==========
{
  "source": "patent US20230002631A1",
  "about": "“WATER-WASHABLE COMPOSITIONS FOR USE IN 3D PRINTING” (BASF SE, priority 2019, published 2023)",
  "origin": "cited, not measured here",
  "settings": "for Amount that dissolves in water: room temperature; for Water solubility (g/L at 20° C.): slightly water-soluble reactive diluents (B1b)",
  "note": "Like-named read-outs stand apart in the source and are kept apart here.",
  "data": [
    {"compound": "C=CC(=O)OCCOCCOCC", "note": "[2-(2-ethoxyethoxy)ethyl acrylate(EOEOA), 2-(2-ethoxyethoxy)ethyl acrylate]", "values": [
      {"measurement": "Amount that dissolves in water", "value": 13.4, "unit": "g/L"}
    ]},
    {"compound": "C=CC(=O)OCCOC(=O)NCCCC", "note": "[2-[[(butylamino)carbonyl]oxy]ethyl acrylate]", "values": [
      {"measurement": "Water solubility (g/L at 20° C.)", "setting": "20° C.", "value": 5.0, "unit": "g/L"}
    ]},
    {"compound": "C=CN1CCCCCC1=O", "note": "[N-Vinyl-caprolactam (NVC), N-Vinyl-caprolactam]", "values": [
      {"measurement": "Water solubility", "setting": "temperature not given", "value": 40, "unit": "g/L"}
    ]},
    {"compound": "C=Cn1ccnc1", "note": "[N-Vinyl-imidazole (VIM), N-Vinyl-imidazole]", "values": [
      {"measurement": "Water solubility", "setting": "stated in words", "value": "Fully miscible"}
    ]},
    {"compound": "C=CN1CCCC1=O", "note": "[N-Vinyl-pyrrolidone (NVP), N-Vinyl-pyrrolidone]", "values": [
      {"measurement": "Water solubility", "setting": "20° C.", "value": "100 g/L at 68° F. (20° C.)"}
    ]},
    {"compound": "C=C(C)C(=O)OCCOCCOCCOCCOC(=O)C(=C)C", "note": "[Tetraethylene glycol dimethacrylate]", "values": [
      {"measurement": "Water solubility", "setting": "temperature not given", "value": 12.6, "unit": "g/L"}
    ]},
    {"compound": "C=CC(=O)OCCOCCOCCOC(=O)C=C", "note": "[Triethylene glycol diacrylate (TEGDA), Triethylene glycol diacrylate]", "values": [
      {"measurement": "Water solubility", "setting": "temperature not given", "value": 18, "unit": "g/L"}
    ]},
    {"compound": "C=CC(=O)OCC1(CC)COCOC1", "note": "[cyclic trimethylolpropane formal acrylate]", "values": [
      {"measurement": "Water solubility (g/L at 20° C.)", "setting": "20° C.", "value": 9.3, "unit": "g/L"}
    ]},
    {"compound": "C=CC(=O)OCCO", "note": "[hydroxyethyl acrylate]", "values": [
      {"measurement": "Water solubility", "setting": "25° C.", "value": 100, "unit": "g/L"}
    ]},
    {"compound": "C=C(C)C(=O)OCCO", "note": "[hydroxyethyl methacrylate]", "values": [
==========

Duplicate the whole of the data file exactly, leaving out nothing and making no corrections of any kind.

{
  "source": "patent US20230002631A1",
  "about": "“WATER-WASHABLE COMPOSITIONS FOR USE IN 3D PRINTING” (BASF SE, priority 2019, published 2023)",
  "origin": "cited, not measured here",
  "settings": "for Amount that dissolves in water: room temperature; for Water solubility (g/L at 20° C.): slightly water-soluble reactive diluents (B1b)",
  "note": "Like-named read-outs stand apart in the source and are kept apart here.",
  "data": [
    {"compound": "C=CC(=O)OCCOCCOCC", "note": "[2-(2-ethoxyethoxy)ethyl acrylate(EOEOA), 2-(2-ethoxyethoxy)ethyl acrylate]", "values": [
      {"measurement": "Amount that dissolves in water", "value": 13.4, "unit": "g/L"}
    ]},
    {"compound": "C=CC(=O)OCCOC(=O)NCCCC", "note": "[2-[[(butylamino)carbonyl]oxy]ethyl acrylate]", "values": [
      {"measurement": "Water solubility (g/L at 20° C.)", "setting": "20° C.", "value": 5.0, "unit": "g/L"}
    ]},
    {"compound": "C=CN1CCCCCC1=O", "note": "[N-Vinyl-caprolactam (NVC), N-Vinyl-caprolactam]", "values": [
      {"measurement": "Water solubility", "setting": "temperature not given", "value": 40, "unit": "g/L"}
    ]},
    {"compound": "C=Cn1ccnc1", "note": "[N-Vinyl-imidazole (VIM), N-Vinyl-imidazole]", "values": [
      {"measurement": "Water solubility", "setting": "stated in words", "value": "Fully miscible"}
    ]},
    {"compound": "C=CN1CCCC1=O", "note": "[N-Vinyl-pyrrolidone (NVP), N-Vinyl-pyrrolidone]", "values": [
      {"measurement": "Water solubility", "setting": "20° C.", "value": "100 g/L at 68° F. (20° C.)"}
    ]},
    {"compound": "C=C(C)C(=O)OCCOCCOCCOCCOC(=O)C(=C)C", "note": "[Tetraethylene glycol dimethacrylate]", "values": [
      {"measurement": "Water solubility", "setting": "temperature not given", "value": 12.6, "unit": "g/L"}
    ]},
    {"compound": "C=CC(=O)OCCOCCOCCOC(=O)C=C", "note": "[Triethylene glycol diacrylate (TEGDA), Triethylene glycol diacrylate]", "values": [
      {"measurement": "Water solubility", "setting": "temperature not given", "value": 18, "unit": "g/L"}
    ]},
    {"compound": "C=CC(=O)OCC1(CC)COCOC1", "note": "[cyclic trimethylolpropane formal acrylate]", "values": [
      {"measurement": "Water solubility (g/L at 20° C.)", "setting": "20° C.", "value": 9.3, "unit": "g/L"}
    ]},
    {"compound": "C=CC(=O)OCCO", "note": "[hydroxyethyl acrylate]", "values": [
      {"measurement": "Water solubility", "setting": "25° C.", "value": 100, "unit": "g/L"}
    ]},
    {"compound": "C=C(C)C(=O)OCCO", "note": "[hydroxyethyl methacrylate]", "values": [